Trademark Grind, a new coffee shop in the Executive Hotel Le Soleil located just off the Herald Square subway station, is a breath of fresh air for coffee seekers in Midtown Manhattan. This part of New York has historically been known as somewhat lacking when it comes to quality coffee, though positive developments—such as specialty shop Culture Espresso spinning off a nearby second location, Culture 36, in late 2014—are increasing. Trademark is the latest.
Launched by hospitality group In Good Company this past April, the moderately sized shop is decorated with gray walls, white tiles, and old black-and-white family photos of the company’s owners and staff. A mural in the back adds color to the atmosphere, and seating comes in the form of industrial red barstools and several tables and chairs outside.
The sharp style extends to the coffee and presentation: A sleek red Mavam UC-2 espresso machine—one of 18 in existence—is the quiet star of the shop, perched discreetly on the counter near an off-white Mahlkönig EK 43 grinder. The baristas wear custom denim-and-leather aprons and tamp their espresso with brass-and-walnut wood tampers; both are designed by the Western-inspired (and -based) coffee-accessories outfit Saint Anthony Industries.
“When you hear ‘Midtown,’ you automatically think ‘Dunkin’ Donuts and a bagel,’ but we get customers who’ll order a Burundian coffee brewed via AeroPress,” says cafe manager Josip Drazenovich of Trademark’s clientele, which is mainly a mix of office workers and hotel guests. “We can thank places like Culture Espresso and Café Grumpy for being the pioneers in the area—they’re the ones who plowed the way for coffee concepts like us to be welcomed in the neighborhood,” he said.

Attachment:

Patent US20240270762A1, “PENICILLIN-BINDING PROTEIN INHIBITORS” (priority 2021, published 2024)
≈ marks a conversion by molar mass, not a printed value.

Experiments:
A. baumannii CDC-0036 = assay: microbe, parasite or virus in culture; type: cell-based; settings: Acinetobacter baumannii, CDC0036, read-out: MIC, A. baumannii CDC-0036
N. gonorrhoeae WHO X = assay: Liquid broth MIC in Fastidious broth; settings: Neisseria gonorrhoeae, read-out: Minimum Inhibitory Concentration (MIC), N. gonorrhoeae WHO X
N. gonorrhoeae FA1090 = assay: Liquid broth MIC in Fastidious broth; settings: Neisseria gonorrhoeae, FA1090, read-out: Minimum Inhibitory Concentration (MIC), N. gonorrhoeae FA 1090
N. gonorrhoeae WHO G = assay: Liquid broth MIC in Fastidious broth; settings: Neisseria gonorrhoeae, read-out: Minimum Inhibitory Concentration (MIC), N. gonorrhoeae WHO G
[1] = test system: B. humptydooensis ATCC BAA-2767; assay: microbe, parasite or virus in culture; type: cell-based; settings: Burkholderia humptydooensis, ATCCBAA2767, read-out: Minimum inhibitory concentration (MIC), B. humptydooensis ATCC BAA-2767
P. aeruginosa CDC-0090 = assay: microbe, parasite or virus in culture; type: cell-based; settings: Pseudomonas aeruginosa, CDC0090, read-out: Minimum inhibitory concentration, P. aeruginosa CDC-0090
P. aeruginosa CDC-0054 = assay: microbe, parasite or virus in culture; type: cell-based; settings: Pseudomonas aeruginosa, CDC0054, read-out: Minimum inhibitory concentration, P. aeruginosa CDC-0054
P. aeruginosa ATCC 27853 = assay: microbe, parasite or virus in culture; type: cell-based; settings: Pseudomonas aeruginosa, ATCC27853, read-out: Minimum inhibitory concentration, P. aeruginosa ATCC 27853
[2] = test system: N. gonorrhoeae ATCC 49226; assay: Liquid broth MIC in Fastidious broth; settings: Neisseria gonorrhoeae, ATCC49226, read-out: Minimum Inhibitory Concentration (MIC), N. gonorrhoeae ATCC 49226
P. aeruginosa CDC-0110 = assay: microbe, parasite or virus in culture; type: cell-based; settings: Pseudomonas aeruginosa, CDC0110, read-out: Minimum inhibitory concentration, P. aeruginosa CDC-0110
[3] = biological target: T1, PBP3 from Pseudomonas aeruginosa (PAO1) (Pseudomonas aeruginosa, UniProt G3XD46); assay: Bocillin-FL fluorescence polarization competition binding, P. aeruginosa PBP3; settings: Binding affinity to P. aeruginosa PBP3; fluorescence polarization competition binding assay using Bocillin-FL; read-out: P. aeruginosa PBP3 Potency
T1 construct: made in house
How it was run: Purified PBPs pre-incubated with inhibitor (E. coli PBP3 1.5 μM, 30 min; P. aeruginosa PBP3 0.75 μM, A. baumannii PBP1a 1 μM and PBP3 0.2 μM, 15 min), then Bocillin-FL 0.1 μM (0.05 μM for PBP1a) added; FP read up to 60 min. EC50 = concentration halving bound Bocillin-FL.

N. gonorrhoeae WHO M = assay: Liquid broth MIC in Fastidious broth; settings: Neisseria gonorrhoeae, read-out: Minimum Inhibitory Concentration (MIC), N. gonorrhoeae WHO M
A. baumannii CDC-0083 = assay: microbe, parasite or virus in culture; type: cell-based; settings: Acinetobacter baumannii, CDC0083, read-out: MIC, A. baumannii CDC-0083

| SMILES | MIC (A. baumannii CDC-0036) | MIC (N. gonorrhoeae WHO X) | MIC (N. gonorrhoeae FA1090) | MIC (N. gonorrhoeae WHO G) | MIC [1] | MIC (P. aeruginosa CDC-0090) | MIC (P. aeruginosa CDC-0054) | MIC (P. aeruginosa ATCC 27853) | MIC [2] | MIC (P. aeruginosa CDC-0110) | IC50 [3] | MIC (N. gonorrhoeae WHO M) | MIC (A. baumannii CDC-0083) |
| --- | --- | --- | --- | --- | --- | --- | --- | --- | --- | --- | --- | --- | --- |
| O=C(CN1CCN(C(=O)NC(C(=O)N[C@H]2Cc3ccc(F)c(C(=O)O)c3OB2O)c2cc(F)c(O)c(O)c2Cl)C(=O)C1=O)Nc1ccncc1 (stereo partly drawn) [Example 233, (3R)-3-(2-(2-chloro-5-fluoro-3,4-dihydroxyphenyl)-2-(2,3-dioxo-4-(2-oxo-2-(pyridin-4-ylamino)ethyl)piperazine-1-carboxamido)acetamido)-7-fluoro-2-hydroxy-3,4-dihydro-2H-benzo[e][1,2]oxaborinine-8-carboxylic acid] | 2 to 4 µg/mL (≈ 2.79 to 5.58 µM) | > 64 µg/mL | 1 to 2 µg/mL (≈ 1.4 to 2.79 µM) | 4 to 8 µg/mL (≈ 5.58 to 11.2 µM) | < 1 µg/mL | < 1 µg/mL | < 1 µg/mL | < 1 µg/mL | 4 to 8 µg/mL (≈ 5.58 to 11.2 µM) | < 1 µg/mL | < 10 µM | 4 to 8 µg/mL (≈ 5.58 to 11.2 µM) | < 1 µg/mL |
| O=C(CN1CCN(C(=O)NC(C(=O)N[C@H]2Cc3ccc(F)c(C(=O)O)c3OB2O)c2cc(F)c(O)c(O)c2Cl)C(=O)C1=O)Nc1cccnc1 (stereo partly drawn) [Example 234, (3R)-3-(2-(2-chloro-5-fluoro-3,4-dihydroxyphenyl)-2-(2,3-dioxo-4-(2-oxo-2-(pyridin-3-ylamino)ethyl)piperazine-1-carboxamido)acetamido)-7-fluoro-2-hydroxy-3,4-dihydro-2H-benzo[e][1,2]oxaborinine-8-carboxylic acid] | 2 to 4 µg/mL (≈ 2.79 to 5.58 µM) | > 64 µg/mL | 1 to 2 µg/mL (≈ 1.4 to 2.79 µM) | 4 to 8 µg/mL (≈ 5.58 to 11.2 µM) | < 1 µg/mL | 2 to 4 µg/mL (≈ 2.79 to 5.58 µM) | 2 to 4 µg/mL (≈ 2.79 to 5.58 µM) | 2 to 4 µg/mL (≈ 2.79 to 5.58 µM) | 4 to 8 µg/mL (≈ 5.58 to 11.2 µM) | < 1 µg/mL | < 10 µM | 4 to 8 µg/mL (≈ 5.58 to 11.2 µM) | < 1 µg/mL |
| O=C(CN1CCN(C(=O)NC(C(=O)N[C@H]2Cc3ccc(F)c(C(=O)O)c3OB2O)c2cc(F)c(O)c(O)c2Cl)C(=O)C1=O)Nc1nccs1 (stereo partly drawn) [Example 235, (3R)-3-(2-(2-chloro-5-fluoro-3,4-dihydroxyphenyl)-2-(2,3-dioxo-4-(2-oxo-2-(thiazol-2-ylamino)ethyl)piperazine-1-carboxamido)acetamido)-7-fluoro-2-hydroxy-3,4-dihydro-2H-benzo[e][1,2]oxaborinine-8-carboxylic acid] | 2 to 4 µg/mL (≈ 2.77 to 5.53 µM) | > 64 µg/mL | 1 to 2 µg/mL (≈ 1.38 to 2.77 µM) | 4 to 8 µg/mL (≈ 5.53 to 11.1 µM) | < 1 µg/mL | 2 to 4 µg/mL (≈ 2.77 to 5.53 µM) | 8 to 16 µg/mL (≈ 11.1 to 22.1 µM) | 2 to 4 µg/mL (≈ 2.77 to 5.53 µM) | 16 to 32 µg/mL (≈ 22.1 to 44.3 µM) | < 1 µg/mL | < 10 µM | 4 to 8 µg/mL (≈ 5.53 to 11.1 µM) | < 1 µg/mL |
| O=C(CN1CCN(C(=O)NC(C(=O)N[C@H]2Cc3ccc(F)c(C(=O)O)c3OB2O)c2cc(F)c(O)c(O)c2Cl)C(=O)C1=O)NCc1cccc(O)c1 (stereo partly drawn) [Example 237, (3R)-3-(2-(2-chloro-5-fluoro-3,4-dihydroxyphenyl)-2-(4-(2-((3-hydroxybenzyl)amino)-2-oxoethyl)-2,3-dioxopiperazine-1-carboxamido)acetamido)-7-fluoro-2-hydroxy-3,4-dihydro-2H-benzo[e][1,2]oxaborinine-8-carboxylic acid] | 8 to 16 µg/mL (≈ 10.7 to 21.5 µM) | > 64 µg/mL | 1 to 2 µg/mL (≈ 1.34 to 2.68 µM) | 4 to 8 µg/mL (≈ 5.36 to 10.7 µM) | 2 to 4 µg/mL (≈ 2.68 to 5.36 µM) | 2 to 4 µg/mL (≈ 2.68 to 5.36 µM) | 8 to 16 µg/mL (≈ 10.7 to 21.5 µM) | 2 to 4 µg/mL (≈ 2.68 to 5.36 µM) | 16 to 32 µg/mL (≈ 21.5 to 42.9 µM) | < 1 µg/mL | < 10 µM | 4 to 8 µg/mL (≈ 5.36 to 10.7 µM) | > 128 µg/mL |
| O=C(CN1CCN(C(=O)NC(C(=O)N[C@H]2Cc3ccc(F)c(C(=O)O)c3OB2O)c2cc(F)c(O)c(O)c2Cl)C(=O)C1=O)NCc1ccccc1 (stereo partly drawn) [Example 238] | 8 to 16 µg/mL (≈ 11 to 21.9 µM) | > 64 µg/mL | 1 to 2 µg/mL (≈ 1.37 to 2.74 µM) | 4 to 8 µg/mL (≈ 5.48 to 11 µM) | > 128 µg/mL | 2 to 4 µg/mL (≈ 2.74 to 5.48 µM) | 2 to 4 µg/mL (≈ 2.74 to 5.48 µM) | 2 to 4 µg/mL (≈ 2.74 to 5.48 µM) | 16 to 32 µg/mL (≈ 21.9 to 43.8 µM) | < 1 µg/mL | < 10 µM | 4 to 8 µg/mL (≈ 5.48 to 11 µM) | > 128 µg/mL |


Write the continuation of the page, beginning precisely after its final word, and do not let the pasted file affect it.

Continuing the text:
The place was calm and peaceful when I stopped in early on a recent Thursday morning, with the odd customer popping in for a cold brew or latte. Trademark serves coffees from Brooklyn-based Sweetleaf and Lofted, either batch-brewed on a FETCO or manually via AeroPress. The pastry case was stocked with an abundance of house-made baked treats, including the signature “medium-rare” double-chocolate-chip cookie and some vegan options.
In a week or two, the cafe’s food menu will expand its savory offerings, including sandwiches, toasts, and salads. I tried a newly debuted breakfast sandwich made with Nueske’s applewood smoked bacon, a light and fluffy scrambled egg patty, and a slice of melted cheese on a brioche bun—simple, incredibly tasty, and hearty enough to serve as a proper breakfast. (It’s worth noting that the cafe is connected to a full-serve New American restaurant, Trademark Taste, just down the hall.)
In addition to coffee and a variety of teas from Rishi, Trademark has several inventive non-alcoholic cocktails, including a coffee mint julep, a plum limeade, and a horchata chai, all prepared from scratch and served in a tall soda glass with a straw.
There’s also an unwritten “hidden” menu that Drazenovich encourages everyone to explore: “If we have the ingredients, odds are we’ll make it. We pretty much make everything that is asked of us.” So, I wondered how they’d handle a request for something like a caramel macchiato. “We’d take some cultured-butter caramel, demerara vanilla, your choice of milk, and a 20/20 [20 grams in, 20 grams out] EK shot of our house espresso, which is currently Slapshot from Sweetleaf. All I have to say is: order it.”
After a couple of visits over the course of a week, it became evident that Trademark Grind really is an excellent coffee shop—not just for a shop in Midtown. The coffee is consistently delicious, the food is top notch, and the people behind the bar seem genuinely welcoming and pleasant. “I guess we aren’t really doing anything differently here than we would anywhere else—we’re trying to do everything really neat, really fast, and really well,” Drazenovich said. “We’re here to sling quality coffee with warmth and hospitality, and we want everyone to feel they’re in good company.”